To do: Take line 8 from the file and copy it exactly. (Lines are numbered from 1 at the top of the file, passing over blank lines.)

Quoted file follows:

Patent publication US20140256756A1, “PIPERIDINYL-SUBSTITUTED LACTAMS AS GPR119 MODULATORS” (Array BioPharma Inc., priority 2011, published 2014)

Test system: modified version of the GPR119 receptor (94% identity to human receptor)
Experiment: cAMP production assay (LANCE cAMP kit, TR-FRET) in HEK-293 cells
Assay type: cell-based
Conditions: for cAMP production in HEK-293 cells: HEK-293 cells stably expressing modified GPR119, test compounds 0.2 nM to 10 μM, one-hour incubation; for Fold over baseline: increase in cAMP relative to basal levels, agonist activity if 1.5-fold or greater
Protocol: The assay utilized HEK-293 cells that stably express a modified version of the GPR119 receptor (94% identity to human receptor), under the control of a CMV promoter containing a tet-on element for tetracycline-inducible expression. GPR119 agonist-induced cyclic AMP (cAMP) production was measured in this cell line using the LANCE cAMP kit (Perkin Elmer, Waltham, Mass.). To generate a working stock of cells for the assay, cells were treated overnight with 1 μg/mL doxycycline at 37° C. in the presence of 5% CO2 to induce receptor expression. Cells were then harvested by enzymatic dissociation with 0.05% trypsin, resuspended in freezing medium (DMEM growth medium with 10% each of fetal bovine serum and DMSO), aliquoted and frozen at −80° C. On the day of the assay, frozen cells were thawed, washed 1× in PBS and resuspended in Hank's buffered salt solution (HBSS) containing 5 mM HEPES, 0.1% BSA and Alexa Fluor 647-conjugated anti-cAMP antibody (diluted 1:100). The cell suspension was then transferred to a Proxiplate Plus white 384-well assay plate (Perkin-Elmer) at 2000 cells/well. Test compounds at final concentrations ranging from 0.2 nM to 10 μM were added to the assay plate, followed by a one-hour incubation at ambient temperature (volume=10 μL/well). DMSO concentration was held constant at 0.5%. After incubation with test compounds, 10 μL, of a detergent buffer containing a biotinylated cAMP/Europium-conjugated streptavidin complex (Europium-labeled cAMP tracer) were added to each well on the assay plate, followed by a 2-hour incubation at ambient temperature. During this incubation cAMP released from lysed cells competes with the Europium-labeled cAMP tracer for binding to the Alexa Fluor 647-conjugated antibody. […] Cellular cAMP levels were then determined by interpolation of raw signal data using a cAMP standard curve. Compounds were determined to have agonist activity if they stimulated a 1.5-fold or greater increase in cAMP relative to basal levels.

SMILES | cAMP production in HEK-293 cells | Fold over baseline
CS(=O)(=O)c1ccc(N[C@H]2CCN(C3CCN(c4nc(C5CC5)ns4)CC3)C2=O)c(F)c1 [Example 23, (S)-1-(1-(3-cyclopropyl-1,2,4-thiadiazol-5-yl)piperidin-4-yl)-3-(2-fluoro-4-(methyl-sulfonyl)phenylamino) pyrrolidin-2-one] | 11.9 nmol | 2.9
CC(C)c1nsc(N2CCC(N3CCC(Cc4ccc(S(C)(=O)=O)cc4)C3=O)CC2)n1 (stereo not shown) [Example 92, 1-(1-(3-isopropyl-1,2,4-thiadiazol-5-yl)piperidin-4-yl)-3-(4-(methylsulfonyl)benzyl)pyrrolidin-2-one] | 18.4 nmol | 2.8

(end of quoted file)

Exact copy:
CS(=O)(=O)c1ccc(N[C@H]2CCN(C3CCN(c4nc(C5CC5)ns4)CC3)C2=O)c(F)c1 [Example 23, (S)-1-(1-(3-cyclopropyl-1,2,4-thiadiazol-5-yl)piperidin-4-yl)-3-(2-fluoro-4-(methyl-sulfonyl)phenylamino) pyrrolidin-2-one] | 11.9 nmol | 2.9